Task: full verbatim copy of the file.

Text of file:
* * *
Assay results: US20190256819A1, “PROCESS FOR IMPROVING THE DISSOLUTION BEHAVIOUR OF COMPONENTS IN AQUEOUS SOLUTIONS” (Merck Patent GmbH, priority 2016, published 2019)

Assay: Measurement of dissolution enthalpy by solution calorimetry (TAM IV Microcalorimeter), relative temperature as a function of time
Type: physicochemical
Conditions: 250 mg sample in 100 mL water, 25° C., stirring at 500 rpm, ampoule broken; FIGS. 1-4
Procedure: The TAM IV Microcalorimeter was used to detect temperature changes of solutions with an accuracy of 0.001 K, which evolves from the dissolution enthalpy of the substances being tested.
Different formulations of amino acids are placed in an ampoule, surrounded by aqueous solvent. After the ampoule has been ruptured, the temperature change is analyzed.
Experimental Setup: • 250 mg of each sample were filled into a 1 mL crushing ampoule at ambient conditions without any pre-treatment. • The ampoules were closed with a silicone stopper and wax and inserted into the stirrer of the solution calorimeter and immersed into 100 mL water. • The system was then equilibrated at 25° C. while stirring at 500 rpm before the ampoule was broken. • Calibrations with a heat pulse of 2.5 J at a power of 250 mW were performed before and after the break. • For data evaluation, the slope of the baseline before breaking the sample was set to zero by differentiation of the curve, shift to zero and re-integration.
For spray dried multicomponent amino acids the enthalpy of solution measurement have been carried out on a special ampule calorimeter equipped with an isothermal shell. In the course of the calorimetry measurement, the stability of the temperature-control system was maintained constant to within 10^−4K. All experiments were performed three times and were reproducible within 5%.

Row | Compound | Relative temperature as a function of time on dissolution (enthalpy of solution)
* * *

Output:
Assay results: US20190256819A1, “PROCESS FOR IMPROVING THE DISSOLUTION BEHAVIOUR OF COMPONENTS IN AQUEOUS SOLUTIONS” (Merck Patent GmbH, priority 2016, published 2019)

Assay: Measurement of dissolution enthalpy by solution calorimetry (TAM IV Microcalorimeter), relative temperature as a function of time
Type: physicochemical
Conditions: 250 mg sample in 100 mL water, 25° C., stirring at 500 rpm, ampoule broken; FIGS. 1-4
Procedure: The TAM IV Microcalorimeter was used to detect temperature changes of solutions with an accuracy of 0.001 K, which evolves from the dissolution enthalpy of the substances being tested.
Different formulations of amino acids are placed in an ampoule, surrounded by aqueous solvent. After the ampoule has been ruptured, the temperature change is analyzed.
Experimental Setup: • 250 mg of each sample were filled into a 1 mL crushing ampoule at ambient conditions without any pre-treatment. • The ampoules were closed with a silicone stopper and wax and inserted into the stirrer of the solution calorimeter and immersed into 100 mL water. • The system was then equilibrated at 25° C. while stirring at 500 rpm before the ampoule was broken. • Calibrations with a heat pulse of 2.5 J at a power of 250 mW were performed before and after the break. • For data evaluation, the slope of the baseline before breaking the sample was set to zero by differentiation of the curve, shift to zero and re-integration.
For spray dried multicomponent amino acids the enthalpy of solution measurement have been carried out on a special ampule calorimeter equipped with an isothermal shell. In the course of the calorimetry measurement, the stability of the temperature-control system was maintained constant to within 10^−4K. All experiments were performed three times and were reproducible within 5%.

Row | Compound | Relative temperature as a function of time on dissolution (enthalpy of solution)